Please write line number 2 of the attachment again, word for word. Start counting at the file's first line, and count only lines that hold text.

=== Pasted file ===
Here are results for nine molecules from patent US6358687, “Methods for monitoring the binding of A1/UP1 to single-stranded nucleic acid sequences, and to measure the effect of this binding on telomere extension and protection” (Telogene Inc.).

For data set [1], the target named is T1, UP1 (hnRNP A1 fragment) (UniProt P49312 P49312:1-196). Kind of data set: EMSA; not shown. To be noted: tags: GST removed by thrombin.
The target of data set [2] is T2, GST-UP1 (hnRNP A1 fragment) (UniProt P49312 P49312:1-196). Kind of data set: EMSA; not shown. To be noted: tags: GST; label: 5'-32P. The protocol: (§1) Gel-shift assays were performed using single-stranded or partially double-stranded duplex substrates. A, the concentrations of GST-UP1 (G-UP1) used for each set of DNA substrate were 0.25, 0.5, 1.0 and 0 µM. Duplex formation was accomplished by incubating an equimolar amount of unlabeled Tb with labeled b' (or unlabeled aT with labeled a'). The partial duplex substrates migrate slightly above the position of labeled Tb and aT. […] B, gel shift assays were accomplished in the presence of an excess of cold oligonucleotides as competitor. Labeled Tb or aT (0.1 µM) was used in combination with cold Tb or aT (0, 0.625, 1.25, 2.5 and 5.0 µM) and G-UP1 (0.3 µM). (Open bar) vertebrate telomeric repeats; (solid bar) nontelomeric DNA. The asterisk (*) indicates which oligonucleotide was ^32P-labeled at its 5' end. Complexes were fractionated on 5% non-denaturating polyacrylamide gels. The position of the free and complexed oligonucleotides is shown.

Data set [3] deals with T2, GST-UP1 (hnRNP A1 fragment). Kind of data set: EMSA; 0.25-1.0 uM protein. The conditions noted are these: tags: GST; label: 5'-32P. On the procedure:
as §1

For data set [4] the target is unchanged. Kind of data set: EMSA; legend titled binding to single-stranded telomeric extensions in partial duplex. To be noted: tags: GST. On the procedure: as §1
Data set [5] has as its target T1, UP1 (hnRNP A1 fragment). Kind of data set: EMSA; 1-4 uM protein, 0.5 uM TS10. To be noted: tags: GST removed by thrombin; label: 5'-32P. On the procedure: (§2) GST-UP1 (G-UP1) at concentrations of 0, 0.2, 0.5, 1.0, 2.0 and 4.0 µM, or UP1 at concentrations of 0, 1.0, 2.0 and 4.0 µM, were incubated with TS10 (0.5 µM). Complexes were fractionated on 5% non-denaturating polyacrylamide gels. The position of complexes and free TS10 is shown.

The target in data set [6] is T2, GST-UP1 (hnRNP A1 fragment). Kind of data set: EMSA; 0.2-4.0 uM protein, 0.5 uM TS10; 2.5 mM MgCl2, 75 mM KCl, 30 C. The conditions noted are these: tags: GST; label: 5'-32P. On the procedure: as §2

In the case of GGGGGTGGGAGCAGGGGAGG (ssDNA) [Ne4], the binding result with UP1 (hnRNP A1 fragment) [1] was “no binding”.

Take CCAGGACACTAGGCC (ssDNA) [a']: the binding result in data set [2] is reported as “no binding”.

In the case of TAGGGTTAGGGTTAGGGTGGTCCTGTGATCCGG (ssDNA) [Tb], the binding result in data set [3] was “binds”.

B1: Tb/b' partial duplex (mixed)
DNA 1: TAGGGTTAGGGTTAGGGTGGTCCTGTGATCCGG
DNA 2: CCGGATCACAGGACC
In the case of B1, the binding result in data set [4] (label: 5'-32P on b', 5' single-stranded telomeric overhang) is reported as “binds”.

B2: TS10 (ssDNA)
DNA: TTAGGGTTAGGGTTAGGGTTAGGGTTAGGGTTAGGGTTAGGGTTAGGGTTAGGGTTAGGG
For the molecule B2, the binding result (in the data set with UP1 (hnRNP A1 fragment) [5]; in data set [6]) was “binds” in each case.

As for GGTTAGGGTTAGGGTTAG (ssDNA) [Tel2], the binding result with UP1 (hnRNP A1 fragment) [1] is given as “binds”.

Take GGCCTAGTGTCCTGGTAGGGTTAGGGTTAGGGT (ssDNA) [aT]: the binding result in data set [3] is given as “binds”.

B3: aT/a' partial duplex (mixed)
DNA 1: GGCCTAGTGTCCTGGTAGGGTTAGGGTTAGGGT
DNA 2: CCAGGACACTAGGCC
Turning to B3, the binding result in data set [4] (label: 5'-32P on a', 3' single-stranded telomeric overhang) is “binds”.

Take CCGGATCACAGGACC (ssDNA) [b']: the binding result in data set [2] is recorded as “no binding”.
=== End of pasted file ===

For data set [1], the target named is T1, UP1 (hnRNP A1 fragment) (UniProt P49312 P49312:1-196). Kind of data set: EMSA; not shown. To be noted: tags: GST removed by thrombin.